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What should I know about divorce arbitration?

What should I know about divorce arbitration?

Home » mediation and collaborative law » What should I know about divorce arbitration?

If you are exploring a way to end your marriage other than going before a judge in Massachusetts, you may have heard about arbitration. Some people think it is the same as mediation, but in reality these two resolution methods are very different. Arbitration is a way you can resolve your divorce in a manner that resembles a court proceeding but is less formal in nature.

As FindLaw explains, mediation is a more common method of resolving divorce outside of a court. In mediation, the two spouses take their disagreements to a mediator who will help them reach a mutually accepted decision. Mediation is less adversarial than a courtroom setting and helps foster productive decision making. Unlike a court proceeding, there is no judge or third party to hand down decisions.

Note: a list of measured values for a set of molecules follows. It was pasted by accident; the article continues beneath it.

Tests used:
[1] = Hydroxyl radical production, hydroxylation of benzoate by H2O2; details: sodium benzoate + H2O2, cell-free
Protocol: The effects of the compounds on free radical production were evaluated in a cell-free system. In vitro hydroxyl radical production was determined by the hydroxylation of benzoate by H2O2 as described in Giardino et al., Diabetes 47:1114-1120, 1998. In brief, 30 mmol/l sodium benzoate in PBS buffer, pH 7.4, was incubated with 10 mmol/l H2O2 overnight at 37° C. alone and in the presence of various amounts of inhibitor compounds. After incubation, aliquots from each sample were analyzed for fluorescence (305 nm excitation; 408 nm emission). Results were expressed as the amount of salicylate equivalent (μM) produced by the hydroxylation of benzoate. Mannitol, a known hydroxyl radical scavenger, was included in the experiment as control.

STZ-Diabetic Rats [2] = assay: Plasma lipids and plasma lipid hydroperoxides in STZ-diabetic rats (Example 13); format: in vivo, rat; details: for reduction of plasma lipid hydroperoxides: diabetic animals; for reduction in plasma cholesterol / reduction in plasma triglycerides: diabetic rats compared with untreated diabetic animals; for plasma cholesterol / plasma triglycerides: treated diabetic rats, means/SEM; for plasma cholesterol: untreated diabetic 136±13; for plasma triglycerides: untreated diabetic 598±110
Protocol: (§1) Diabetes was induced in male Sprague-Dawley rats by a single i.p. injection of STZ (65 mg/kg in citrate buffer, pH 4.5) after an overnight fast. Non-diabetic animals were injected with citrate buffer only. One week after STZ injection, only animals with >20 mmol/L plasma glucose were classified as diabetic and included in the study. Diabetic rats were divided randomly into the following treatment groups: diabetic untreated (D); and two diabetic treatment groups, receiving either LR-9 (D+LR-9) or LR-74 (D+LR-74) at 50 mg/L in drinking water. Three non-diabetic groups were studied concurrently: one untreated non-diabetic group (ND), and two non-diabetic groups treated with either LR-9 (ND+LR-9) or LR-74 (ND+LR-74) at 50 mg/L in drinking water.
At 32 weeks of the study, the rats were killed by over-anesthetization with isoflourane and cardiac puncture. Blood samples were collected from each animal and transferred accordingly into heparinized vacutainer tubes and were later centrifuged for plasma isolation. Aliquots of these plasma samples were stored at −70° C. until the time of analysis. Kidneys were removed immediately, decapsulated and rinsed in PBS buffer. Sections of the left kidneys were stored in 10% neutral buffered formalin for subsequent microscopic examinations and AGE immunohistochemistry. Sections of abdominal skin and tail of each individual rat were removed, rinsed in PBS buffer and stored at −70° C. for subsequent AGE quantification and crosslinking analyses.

Arbitration, on the other hand, is actually rarely used in divorce cases. Typically, arbitration is utilized more often in the business world or in public sector disputes. Nevertheless, arbitration offers some benefits to divorcing couples. Some spouses admit that they need a more structured setting to resolve their disagreements, which arbitration can provide.

In arbitration, the divorcing couple takes their disagreements before a neutral third party, who will hear the evidence and arguments presented. The arbitrator, like a judge, will then render a decision. However, not all arbitrations result in binding decisions. Also, some arbitrations may be used to resolve just some disputes, with the remainder to be handled through negotiation or a court proceeding. Additionally, an arbitration resolution, like most forms of alternative resolution, will have to be approved by a court.

Whether divorce arbitration can help you with your divorce is ultimately up to the needs of you and your spouse. Since Massachusetts divorces are influenced by many different factors, do not consider this article as legal advice. Read it for your educational benefit.